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Targetted small molecules

Aleksandar Antanasijevic, Nicholas J Hafeman, Smanla Tundup, Carolyn Kingsley, Rama K Mishra, Lijun Rong, Balaji Manicassamy, Duncan Wardrop, Michael Caffrey
The viral envelope protein hemagglutinin (HA) plays a critical role in influenza entry and thus is an attractive target for novel therapeutics. The small molecule tert-butylhydroquinone (TBHQ) has previously been shown to bind to HA and inhibit HA-mediated entry with low micromolar potency. However, enthusiasm for the use of TBHQ has diminished due to the compound's antioxidant properties. In this work we show that the antioxidant properties of TBHQ are not responsible for the inhibition of HA-mediated entry...
September 9, 2016: ACS Infectious Diseases
Jeganathan Manivannan, Manjunath Prashanth, Venkatesan Saravana Kumar, Manickaraj Shairam, Jayachandran Subburaj
Since there is no precise therapy for treating vascular calcification by directly targeting the vascular wall, we aim to unveil novel drug targets through mining the molecular effect of a high phosphate environment on vascular cells through computational methods. Here, we hypothesize that manipulation of the vascular pathogenic network by small molecule therapeutics predicted from prior knowledge might offer great promise. With this, we intend to understand the publicly available transcriptomic data of vascular smooth muscle cells and endothelial cells exposed to the high phosphate induced vascular calcification milieu and to re-examine the above published experiments for reasons different from those examined in the previous studies through multilevel systems biological understanding...
October 18, 2016: Molecular BioSystems
Lidia Araújo-Bazán, Laura B Ruiz-Avila, David Andreu, Sonia Huecas, José M Andreu
Cell division protein FtsZ is the organizer of the cytokinetic ring in almost all bacteria and a target for the discovery of new antibacterial agents that are needed to counter widespread antibiotic resistance. Bacterial cytological profiling, using quantitative microscopy, is a powerful approach for identifying the mechanism of action of antibacterial molecules affecting different cellular pathways. We have determined the cytological profile on Bacillus subtilis cells of a selection of small molecule inhibitors targeting FtsZ on different binding sites...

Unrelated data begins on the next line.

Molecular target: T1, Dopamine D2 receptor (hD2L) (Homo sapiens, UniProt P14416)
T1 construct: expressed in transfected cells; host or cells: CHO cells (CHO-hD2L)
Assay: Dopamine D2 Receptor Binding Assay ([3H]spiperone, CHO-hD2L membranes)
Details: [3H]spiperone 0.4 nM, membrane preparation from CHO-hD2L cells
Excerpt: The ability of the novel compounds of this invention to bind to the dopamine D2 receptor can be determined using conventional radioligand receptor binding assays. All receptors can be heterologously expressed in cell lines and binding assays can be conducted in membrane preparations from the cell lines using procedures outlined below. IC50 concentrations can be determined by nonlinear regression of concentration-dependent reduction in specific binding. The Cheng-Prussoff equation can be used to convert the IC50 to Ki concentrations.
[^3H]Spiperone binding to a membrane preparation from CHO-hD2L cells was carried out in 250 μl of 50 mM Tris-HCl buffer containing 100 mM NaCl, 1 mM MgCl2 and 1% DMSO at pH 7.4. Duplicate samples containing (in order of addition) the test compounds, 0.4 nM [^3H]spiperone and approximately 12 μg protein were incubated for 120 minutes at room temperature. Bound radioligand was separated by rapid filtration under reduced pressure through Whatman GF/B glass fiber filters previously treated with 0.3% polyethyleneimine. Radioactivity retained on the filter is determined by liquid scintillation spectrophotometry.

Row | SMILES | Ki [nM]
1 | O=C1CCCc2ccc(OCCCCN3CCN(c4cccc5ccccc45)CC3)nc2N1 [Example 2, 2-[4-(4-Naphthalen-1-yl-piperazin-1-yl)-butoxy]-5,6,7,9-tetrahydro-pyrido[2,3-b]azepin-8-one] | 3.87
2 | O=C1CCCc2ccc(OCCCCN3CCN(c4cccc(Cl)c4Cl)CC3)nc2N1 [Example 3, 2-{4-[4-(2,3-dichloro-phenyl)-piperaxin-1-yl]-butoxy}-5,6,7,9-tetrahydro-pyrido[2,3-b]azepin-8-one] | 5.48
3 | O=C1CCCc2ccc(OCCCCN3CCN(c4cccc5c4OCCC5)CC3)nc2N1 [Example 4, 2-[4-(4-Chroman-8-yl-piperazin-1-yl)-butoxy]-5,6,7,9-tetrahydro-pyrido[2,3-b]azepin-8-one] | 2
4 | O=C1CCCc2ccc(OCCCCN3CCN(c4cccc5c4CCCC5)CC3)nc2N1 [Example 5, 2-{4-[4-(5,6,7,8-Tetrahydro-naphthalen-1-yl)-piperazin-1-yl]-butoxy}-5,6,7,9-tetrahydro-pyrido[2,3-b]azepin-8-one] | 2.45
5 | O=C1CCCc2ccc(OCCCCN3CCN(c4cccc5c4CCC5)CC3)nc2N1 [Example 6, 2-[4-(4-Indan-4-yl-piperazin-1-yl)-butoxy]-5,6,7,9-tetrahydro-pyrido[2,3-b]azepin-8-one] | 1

2016: Frontiers in Microbiology
Claire Guerrier, David Holcman
Binding of molecules, ions or proteins to small target sites is a generic step of cell activation. This process relies on rare stochastic events where a particle located in a large bulk has to find small and often hidden targets. We present here a hybrid discrete-continuum model that takes into account a stochastic regime governed by rare events and a continuous regime in the bulk. The rare discrete binding events are modeled by a Markov chain for the encounter of small targets by few Brownian particles, for which the arrival time is Poissonian...
October 18, 2016: Scientific Reports
Jin Cai, Gengze Wu, Pedro A Jose, Chunyu Zeng
Extracellular vesicles (EVs) are small membrane vesicles including exosomes and shedding vesicles that mediated a cell-to-cell communication. EVs are released from almost all cell types under both physiological and pathological conditions and incorporate nuclear and cytoplasmic molecules for intercellular delivery. Besides protein, mRNA, and microRNA of these molecules, as recent studies show, specific DNA are prominently packaged into EVs. It appears likely that some of exosomes or shedding vesicles, bearing nuclear molecules are released upon bubble-like blebs...
October 14, 2016: Experimental Cell Research
Yang Tan, Xingxin Wu, Jing Sun, Wenjie Guo, Fangyuan Gong, Fenli Shao, Tao Tan, Yi Cao, Bingfeng Zheng, Yanhong Gu, Yang Sun, Qiang Xu
Interferon gamma (IFN-γ) signaling in T cells plays an important role in developing T helper 1 (Th1)-mediated inflammation. Selective regulation of IFN-γ signaling is an attractive strategy for treating Th1-mediated immune diseases. In this study, we aimed to explore possible means of targeting IFN-γ signaling by using small molecule compound. A synthetic small molecule FC9 was identified as it selectively inhibited IFN-γ signaling in T cells without suppressing interleukin 4 (IL-4) signaling. Furthermore, FC9 inhibited IFN-γ-induced Janus kinase 2 (JAK2) activation via competing with IFN-γ for binding to IFN-γ receptor 1 (IFN-γ R1)...
October 14, 2016: Biochemical Pharmacology
Rane A Harrison, Jia Lu, Martin Carrasco, John Hunter, Anuj Manandhar, Sudershan Gondi, Kenneth D Westover, John R Engen
Structural dynamics of Ras proteins contribute to their activity in signal transduction cascades. Directly targeting Ras proteins with small molecules may rely on movement of a conserved structural motif, switch II. To understand Ras signaling and advance Ras targeting strategies, experimental methods to measure Ras dynamics are required. Here we demonstrate the utility of hydrogen-deuterium exchange mass spectrometry to measure Ras dynamics by studying representatives from two branches of the Ras superfamily, Ras and Rho...